Oklahoma City may boast about being home of the world’s first parking meter, but it was my hometown of Chattanooga, Tenn., that gave birth to the tow truck. I didn’t know this tidbit of information before visiting the International Towing and Recovery Museum on a lazy Sunday afternoon. The museum was a pleasant surprise with lots of antique tow vehicles and other unique tow vehicles including the “World’s Fastest Wrecker” and an actual military wrecker that marched alongside Patton’s advance on Germany.
Towing goes hand-in-hand with most parking operations and typically is associated with a negative experience or connotation. It’s easy to yell at a tow truck driver or tow yard employee (remember ESPN’s Britt McHenry) who has towed your vehicle, but that might change for a visitor to the Towing Memorial in the front of the museum which recognizes hundreds of towing professionals who lost their lives on the job helping others. A short section of the museum also remembers the tow drivers who worked round the clock during 9/11 to clear debris and vehicles helping rescue workers at Ground Zero.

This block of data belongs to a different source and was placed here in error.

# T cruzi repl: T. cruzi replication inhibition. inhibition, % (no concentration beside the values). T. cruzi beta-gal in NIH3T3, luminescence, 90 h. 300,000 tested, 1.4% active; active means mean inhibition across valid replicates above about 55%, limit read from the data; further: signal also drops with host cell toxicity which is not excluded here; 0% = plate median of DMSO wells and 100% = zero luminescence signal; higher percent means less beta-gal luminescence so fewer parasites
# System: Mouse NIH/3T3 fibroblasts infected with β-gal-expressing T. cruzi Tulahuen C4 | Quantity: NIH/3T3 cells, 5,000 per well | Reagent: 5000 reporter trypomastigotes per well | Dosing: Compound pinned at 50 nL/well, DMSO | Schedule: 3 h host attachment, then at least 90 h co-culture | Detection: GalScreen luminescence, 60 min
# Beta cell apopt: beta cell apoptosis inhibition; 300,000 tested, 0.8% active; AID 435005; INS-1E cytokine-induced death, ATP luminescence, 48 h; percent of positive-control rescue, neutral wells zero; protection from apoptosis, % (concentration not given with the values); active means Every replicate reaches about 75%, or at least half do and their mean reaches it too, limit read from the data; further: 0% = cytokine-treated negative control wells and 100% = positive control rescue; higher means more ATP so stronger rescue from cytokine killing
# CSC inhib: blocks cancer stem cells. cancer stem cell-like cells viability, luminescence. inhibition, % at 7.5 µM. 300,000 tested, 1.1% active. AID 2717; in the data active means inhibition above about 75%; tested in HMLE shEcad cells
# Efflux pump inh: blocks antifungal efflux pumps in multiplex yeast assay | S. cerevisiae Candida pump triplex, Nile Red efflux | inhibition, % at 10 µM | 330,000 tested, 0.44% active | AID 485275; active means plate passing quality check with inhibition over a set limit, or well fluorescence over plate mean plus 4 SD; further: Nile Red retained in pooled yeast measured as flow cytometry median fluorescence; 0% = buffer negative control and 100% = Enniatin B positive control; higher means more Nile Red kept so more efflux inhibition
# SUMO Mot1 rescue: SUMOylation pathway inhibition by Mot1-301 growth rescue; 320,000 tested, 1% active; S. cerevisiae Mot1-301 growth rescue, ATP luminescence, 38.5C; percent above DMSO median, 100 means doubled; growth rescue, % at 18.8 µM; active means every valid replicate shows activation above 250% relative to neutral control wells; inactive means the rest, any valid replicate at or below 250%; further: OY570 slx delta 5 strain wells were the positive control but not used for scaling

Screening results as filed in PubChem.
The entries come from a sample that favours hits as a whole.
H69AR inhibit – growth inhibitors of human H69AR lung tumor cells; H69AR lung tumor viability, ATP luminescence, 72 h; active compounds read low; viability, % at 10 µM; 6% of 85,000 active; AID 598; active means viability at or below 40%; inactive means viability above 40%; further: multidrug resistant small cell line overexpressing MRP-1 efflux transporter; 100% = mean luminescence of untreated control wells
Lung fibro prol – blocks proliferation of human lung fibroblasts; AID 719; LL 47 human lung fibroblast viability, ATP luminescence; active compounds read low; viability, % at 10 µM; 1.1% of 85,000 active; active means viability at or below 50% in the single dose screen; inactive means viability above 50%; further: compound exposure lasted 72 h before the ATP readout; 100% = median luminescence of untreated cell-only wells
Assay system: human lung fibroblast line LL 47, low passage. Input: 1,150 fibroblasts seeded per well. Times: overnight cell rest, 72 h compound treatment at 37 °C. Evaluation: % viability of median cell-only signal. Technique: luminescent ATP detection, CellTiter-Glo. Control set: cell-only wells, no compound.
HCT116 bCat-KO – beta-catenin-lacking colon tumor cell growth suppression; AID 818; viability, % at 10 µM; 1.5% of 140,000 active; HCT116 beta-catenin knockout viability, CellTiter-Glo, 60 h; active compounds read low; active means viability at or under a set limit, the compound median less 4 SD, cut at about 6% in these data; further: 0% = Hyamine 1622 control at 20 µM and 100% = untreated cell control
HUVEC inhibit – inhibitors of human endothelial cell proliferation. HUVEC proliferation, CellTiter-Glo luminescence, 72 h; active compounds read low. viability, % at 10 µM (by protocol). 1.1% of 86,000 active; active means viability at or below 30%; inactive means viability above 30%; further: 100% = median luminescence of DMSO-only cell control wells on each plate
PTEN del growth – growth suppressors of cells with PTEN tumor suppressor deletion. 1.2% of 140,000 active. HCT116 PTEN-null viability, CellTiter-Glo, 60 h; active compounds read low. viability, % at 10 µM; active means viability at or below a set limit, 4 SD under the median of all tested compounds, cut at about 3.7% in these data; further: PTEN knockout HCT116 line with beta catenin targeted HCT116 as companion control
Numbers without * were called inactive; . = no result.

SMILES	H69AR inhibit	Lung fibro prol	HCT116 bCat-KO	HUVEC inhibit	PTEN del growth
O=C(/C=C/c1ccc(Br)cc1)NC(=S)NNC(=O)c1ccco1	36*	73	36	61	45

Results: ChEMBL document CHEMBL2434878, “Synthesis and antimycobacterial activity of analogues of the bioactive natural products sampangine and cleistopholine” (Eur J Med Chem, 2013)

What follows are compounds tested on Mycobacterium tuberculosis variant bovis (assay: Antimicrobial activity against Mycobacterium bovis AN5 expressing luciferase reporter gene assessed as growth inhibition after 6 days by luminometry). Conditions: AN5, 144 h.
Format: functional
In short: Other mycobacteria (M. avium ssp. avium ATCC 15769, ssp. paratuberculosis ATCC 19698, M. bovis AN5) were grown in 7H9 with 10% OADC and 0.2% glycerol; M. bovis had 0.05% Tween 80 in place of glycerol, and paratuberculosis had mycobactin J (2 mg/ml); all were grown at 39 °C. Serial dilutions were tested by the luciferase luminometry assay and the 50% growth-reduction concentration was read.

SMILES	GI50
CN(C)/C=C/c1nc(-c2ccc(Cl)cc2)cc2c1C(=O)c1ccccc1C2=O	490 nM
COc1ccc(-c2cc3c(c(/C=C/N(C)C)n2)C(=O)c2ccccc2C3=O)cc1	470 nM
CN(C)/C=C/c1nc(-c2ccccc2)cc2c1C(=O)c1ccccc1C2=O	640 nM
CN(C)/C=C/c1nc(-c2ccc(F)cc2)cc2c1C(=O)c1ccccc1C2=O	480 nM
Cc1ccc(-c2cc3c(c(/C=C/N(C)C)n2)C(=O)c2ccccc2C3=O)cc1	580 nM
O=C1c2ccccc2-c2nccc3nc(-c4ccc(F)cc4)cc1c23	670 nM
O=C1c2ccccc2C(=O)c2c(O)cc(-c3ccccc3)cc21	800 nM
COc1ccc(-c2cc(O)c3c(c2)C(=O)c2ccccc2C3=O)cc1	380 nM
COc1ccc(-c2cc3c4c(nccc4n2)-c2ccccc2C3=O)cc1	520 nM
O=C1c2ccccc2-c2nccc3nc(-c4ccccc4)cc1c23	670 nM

The museum also had a lot of kid-friendly tow trucks along with several replicas of the most famous children’s tow truck celebrity: Mater from Pixar’s “Cars” movie. I love visiting unique or quirky museums when I travel and this was no exception. But most importantly, this may have inspired me to start the first ever International Parking Museum. If there’s a museum for barbed wire and a museum for toilets, why can’t there be one for parking.